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Distribution of Cards in Bridge

Date: 05/03/2001 at 19:27:47
From: David West
Subject: Bridge game - distribution of cards

In bridge, it often happens that you and your partner have 9 cards of 
a suit between you. In all the bridge books that I have read, it is 
stated that the probability of the remaining 4 cards splitting 2-2 is 
40.7%. However, when I try to prove this, I am lost. 

As I see it, there are 16 possible combinations for the 4 missing 
cards. I listed all the combinations, and see that in 6 out of the 16 
the cards would split 2-2 between the opponents' hands. 6 out of 16 
would be 37.5%, not the 40.7% quoted in all the bridge books. 

I am not ready to write off all the bridge books [and sites on the 
Web] that say 40.7%, so I am asking what the fallacy in my 6 out of 16 
combinations is.

At 74, I am really not a student any more, but your answer will help 
me get a good night's sleep. <g>

Thank you,

David West

Date: 05/04/2001 at 14:07:54
From: Doctor Schwa
Subject: Re: Bridge game - distribution of cards

Hi David,

Your counting method is a good approximation (37.5 is close to 40.7),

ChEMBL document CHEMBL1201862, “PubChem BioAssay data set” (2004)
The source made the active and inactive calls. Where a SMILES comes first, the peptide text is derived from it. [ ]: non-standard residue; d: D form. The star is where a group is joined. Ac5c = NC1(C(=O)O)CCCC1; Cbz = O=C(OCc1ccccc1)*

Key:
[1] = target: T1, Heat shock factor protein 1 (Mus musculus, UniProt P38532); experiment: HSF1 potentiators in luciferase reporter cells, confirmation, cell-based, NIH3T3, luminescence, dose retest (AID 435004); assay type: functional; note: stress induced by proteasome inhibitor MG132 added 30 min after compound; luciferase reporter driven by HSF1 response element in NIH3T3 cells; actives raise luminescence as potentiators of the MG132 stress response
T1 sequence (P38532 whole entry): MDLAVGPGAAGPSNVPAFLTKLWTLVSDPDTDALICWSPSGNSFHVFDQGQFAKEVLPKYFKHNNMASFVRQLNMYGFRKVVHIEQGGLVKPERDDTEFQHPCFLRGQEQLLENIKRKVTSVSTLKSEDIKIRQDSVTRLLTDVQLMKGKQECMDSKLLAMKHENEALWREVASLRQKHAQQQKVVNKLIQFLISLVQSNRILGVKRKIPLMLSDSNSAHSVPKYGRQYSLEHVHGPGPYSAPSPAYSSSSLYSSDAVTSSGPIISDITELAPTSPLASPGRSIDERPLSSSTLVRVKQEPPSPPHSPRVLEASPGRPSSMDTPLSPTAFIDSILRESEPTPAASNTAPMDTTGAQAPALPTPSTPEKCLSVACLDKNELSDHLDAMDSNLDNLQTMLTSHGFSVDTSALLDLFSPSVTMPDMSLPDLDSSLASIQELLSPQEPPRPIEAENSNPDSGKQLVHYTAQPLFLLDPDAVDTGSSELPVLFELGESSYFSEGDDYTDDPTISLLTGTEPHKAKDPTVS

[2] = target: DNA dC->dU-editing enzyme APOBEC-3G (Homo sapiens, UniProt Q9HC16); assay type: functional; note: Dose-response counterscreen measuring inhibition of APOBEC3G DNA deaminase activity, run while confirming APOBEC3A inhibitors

but it does have a small flaw.

The flaw is that once you've put two or three cards of the suit in one
person's hand, there are fewer cards left in that hand, so the chances 
of that third or fourth card going there are lower. That is, more even 
splits are more likely; it's not just the same as tossing a coin. It's 
more like having a collection of 26 coins, 4 of which are heads, and 
taking 13 of them... in fact that's exactly what it's like!

Anyway, once you've gotten a few heads, it's less likely that the next
coin you pick will be heads, both because the pile is running short
of heads and because your hand is already getting full so there
are fewer coins left for you to pick.

To calculate the exact odds of the 2-2 split, I would take the number 
of hands that contain 2 of that suit (and 11 other cards) out of all 
possible 13 card hands.

That is, (see Permutations and Combinations from the Dr. Math FAQ,   , if this doesn't 
make sense to you):

   (4 choose 2)*(22 choose 11) / (26 choose 13)

which on my calculator is 40.695652%

Similar calculations work for 3-1 and 4-0 splits.


- Doctor Schwa, The Math Forum   
Associated Topics:
College Probability
High School Probability

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